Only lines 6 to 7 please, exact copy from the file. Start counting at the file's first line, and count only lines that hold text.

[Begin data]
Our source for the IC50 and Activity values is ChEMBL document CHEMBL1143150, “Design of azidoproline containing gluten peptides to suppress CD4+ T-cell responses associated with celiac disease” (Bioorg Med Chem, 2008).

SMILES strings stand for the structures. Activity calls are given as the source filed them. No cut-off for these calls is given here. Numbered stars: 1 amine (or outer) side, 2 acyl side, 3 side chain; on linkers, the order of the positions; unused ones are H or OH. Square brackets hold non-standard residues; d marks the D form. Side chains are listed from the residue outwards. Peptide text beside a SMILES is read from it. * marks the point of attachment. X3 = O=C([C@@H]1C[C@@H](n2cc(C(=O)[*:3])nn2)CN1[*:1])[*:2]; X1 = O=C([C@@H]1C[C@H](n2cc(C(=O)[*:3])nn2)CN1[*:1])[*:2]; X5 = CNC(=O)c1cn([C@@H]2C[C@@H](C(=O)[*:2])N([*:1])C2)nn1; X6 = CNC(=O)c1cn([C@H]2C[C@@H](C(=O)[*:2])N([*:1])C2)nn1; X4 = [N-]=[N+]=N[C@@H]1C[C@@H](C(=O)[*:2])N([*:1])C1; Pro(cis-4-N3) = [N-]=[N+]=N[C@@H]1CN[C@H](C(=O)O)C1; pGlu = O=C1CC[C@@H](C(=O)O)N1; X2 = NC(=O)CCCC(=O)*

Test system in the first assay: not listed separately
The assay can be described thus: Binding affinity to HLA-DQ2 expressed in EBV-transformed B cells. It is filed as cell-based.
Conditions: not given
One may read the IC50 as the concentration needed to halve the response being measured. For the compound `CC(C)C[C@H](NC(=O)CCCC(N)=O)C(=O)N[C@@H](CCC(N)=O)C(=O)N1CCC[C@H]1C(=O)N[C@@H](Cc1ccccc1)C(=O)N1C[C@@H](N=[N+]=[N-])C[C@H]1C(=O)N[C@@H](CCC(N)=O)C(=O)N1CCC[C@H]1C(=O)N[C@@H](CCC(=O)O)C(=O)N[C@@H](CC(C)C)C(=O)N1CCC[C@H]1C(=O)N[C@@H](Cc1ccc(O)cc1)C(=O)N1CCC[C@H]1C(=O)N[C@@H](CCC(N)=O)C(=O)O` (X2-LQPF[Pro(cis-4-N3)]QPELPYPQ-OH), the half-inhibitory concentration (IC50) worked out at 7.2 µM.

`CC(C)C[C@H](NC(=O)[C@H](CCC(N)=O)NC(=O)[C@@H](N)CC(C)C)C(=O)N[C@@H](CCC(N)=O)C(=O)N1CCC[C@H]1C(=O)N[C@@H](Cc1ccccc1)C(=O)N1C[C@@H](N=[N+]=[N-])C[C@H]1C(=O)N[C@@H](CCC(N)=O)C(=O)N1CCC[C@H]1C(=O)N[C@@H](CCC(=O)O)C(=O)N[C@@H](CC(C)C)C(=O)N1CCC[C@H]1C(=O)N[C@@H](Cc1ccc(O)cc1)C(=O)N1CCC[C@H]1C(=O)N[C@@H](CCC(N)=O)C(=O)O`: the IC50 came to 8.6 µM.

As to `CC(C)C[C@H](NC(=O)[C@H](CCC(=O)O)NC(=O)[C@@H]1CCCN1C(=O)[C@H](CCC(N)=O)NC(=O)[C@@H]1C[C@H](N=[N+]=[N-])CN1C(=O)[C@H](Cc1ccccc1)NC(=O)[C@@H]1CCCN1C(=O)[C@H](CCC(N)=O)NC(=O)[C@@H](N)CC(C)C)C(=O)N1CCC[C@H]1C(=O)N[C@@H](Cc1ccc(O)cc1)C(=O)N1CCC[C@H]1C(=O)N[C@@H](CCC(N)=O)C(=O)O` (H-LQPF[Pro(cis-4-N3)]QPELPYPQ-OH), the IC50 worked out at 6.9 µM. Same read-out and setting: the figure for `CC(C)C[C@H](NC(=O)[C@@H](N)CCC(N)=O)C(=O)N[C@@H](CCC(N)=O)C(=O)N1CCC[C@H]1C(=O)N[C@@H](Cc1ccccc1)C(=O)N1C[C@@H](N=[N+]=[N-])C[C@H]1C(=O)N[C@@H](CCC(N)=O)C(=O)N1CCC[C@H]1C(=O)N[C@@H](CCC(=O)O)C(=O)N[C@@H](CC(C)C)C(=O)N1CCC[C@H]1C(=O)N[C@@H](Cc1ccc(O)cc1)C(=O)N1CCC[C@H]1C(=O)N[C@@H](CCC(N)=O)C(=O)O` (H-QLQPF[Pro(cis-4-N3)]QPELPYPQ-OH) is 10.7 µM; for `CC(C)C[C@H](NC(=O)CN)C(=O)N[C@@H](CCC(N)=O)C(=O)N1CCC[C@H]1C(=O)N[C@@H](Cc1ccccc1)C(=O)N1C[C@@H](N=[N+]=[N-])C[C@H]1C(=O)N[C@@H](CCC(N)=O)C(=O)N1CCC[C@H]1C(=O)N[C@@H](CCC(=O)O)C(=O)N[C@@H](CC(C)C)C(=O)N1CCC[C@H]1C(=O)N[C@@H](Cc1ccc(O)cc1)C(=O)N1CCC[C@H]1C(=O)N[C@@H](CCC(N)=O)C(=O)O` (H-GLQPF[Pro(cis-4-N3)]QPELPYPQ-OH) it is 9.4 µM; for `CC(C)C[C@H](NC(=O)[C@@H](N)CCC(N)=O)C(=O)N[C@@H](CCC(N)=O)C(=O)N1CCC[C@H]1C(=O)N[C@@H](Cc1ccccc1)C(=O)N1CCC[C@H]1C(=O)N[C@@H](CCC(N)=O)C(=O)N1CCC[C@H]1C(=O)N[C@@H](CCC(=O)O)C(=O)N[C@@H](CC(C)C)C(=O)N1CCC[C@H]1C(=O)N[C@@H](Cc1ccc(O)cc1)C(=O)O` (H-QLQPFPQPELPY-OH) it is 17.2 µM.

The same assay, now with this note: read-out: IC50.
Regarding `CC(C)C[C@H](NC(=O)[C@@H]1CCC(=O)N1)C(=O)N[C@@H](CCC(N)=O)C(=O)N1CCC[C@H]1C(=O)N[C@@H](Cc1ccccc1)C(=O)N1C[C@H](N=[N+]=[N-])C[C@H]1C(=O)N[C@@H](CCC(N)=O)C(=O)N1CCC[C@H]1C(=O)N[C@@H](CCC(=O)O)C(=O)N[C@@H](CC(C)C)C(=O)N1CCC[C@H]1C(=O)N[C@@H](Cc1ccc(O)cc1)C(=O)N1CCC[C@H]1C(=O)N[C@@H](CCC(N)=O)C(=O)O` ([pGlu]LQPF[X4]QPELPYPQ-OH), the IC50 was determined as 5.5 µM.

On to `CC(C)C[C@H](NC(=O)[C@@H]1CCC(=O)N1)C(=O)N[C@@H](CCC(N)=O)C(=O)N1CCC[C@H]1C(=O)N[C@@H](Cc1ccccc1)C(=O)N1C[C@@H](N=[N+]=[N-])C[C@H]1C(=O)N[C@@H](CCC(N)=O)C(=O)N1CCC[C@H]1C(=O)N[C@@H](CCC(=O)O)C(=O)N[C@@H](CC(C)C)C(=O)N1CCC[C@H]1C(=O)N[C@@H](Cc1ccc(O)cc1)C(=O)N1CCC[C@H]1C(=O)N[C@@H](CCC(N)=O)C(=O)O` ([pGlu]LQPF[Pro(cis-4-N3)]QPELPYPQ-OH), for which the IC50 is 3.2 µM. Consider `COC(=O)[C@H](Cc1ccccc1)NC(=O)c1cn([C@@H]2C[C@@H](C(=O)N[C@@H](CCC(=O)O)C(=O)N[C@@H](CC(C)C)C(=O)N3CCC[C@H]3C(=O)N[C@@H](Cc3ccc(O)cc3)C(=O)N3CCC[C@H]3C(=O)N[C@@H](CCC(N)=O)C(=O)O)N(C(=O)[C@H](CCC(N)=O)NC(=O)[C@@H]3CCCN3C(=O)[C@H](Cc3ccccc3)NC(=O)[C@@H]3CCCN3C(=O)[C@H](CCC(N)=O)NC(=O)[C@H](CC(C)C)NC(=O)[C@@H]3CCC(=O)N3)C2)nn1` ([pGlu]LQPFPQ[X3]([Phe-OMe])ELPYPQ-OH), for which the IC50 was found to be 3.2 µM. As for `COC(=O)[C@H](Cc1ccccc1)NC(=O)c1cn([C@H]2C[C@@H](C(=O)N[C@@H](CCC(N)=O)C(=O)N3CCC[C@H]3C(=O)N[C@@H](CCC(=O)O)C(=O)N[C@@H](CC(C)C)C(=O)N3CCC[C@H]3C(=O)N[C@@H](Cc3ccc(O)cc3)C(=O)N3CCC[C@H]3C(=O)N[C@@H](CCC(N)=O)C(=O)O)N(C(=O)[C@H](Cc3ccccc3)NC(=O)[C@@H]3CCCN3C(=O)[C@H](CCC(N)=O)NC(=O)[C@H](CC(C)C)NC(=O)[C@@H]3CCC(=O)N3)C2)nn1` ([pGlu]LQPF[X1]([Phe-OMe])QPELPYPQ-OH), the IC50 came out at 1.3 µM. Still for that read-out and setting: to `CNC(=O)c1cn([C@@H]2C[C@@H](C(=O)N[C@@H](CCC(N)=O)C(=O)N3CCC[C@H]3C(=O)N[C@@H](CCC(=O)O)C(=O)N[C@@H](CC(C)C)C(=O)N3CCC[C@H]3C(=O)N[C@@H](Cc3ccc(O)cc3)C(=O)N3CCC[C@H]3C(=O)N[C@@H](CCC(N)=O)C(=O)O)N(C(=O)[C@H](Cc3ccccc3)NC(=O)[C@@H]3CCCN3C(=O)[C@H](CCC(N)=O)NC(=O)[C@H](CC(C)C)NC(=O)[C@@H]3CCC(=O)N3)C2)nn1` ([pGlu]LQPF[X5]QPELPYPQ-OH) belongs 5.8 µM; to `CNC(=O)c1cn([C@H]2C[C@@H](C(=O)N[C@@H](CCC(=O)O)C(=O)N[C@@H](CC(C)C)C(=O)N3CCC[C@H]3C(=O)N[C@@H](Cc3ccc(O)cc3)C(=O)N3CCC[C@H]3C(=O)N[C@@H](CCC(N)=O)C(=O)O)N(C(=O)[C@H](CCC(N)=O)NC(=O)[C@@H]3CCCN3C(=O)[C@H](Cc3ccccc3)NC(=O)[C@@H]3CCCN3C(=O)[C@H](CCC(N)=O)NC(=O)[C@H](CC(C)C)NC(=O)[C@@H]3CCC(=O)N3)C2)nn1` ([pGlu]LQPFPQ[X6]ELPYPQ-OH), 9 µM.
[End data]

One may read the IC50 as the concentration needed to halve the response being measured. For the compound `CC(C)C[C@H](NC(=O)CCCC(N)=O)C(=O)N[C@@H](CCC(N)=O)C(=O)N1CCC[C@H]1C(=O)N[C@@H](Cc1ccccc1)C(=O)N1C[C@@H](N=[N+]=[N-])C[C@H]1C(=O)N[C@@H](CCC(N)=O)C(=O)N1CCC[C@H]1C(=O)N[C@@H](CCC(=O)O)C(=O)N[C@@H](CC(C)C)C(=O)N1CCC[C@H]1C(=O)N[C@@H](Cc1ccc(O)cc1)C(=O)N1CCC[C@H]1C(=O)N[C@@H](CCC(N)=O)C(=O)O` (X2-LQPF[Pro(cis-4-N3)]QPELPYPQ-OH), the half-inhibitory concentration (IC50) worked out at 7.2 µM.

`CC(C)C[C@H](NC(=O)[C@H](CCC(N)=O)NC(=O)[C@@H](N)CC(C)C)C(=O)N[C@@H](CCC(N)=O)C(=O)N1CCC[C@H]1C(=O)N[C@@H](Cc1ccccc1)C(=O)N1C[C@@H](N=[N+]=[N-])C[C@H]1C(=O)N[C@@H](CCC(N)=O)C(=O)N1CCC[C@H]1C(=O)N[C@@H](CCC(=O)O)C(=O)N[C@@H](CC(C)C)C(=O)N1CCC[C@H]1C(=O)N[C@@H](Cc1ccc(O)cc1)C(=O)N1CCC[C@H]1C(=O)N[C@@H](CCC(N)=O)C(=O)O`: the IC50 came to 8.6 µM.